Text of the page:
Alliance Activism: Feminist and videogame learning principles in building an identity-based, personal-development roadmap addressing subjective bias and discrimination, delivered in a mass-briefing format using videogame terminology
Date of Completion
Open Access Capstone
Master of Arts (MA)
Peter J. Taylor
While many white individuals in America are antiracist in their attitudes, many are not. This makes conversations with whites around race a delicate space: addressing an imbalance of privilege with those who benefit from it. Additionally, to not alienate whites from antiracist causes by associating them with a historical identity seeped in racism calls for its own nuance. The project described in this thesis looks to address these concerns by providing whites with a roadmap for personal growth consisting of various identities for addressing bias, discrimination, and oppression in honest and proactive ways. The delivery of these identities could be done directly, but, for reasons stated, it instead utilizes the neutral context of “general bias and discrimination” in a mass-briefing medium. Other mediums for delivering the roadmap that allow for an explicit education on white racism in the U.S. are discussed. To facilitate engagement, the pedagogies here prioritize nonjudgment and exploration in presenting the personal-development roadmap and supporting pedagogy. The roadmap visuals and terms employ a style immensely popular in videogames, hopefully stimulating learners’ interest in the material. There are two primary objectives of this project. The first is motivating whites to learn more about racism in historic, contemporary, and personal terms on their own so they can become active allies to marginalized groups battling oppression. The second objective is for nonwhite individuals, but operates in the same way, prompting them to become allies to those who experience any intersectionality of oppression greater than their own. This thesis labels such intentions “alliance activism,” distinguished by directing activists to look “down” along a spectrum of privilege instead of “up,” and to reflect upon their own experience in order to address their own biases. The overall objective of alliance activism is to strengthen alliances between activist groups.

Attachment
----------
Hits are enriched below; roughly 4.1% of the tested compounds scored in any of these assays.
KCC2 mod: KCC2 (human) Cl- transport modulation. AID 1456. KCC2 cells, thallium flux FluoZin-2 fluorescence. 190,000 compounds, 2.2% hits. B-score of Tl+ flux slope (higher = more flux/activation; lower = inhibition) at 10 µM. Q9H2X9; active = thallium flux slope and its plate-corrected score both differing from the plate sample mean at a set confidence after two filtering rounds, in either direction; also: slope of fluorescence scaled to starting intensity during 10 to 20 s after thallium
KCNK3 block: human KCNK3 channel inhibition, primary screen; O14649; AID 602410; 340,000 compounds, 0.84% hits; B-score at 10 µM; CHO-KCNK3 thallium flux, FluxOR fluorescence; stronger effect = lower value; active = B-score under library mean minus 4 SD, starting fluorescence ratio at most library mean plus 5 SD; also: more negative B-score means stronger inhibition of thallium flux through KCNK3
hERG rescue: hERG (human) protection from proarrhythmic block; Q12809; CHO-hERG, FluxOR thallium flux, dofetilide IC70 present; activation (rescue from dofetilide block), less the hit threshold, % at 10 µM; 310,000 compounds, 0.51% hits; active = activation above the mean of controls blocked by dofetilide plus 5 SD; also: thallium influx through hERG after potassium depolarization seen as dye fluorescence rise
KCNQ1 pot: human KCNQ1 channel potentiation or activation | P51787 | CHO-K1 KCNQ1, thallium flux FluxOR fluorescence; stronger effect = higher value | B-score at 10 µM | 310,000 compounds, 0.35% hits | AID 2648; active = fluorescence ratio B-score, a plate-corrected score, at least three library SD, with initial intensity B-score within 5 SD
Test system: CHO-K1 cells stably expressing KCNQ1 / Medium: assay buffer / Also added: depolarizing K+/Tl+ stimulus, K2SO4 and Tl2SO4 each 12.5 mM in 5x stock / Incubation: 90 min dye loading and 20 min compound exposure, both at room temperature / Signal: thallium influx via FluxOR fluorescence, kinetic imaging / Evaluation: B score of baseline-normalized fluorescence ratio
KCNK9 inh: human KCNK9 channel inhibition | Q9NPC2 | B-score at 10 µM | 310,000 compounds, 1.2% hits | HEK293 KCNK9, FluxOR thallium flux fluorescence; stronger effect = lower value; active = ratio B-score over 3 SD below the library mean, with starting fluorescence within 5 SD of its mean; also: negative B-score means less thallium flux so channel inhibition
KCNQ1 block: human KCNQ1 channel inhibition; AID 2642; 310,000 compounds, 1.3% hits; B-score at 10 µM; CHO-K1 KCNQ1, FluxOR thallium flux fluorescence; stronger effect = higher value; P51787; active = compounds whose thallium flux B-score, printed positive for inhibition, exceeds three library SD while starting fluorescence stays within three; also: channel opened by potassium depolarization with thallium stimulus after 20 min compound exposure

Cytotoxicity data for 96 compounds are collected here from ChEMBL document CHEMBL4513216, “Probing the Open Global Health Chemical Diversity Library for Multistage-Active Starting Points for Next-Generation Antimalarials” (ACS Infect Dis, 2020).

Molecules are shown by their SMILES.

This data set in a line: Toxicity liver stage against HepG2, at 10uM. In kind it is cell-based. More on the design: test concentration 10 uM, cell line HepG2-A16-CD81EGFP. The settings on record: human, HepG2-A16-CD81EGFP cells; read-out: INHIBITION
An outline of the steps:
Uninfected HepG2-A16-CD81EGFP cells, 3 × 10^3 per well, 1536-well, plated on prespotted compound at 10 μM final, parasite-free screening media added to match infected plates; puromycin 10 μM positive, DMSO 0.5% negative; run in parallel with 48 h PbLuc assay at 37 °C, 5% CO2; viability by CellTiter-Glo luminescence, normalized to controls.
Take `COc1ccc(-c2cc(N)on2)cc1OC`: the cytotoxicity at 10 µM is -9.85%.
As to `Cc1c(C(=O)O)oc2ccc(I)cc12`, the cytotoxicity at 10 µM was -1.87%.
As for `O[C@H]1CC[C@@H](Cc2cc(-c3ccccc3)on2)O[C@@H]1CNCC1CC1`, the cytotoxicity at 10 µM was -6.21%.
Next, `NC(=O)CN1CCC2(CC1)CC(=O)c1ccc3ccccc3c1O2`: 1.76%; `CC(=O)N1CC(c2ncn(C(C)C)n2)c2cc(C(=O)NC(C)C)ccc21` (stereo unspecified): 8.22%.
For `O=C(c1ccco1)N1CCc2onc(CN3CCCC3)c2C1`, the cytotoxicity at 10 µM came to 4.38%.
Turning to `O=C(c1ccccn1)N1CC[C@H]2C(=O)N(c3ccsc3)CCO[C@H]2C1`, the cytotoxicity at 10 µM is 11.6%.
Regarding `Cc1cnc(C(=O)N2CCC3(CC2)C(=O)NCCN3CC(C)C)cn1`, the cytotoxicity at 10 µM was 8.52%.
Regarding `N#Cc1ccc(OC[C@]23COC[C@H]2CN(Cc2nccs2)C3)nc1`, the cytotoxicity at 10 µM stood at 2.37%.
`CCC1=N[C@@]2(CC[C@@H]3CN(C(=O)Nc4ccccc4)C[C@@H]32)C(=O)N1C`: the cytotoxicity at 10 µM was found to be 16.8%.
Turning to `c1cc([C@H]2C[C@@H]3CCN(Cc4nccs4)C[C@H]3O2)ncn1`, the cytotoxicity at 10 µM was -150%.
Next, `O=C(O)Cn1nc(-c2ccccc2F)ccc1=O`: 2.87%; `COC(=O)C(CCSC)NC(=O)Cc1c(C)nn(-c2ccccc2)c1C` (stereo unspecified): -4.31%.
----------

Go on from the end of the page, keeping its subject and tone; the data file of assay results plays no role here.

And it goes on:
Anker, Erik, "Alliance Activism: Feminist and videogame learning principles in building an identity-based, personal-development roadmap addressing subjective bias and discrimination, delivered in a mass-briefing format using videogame terminology" (2018). Critical and Creative Thinking Capstones Collection. 363.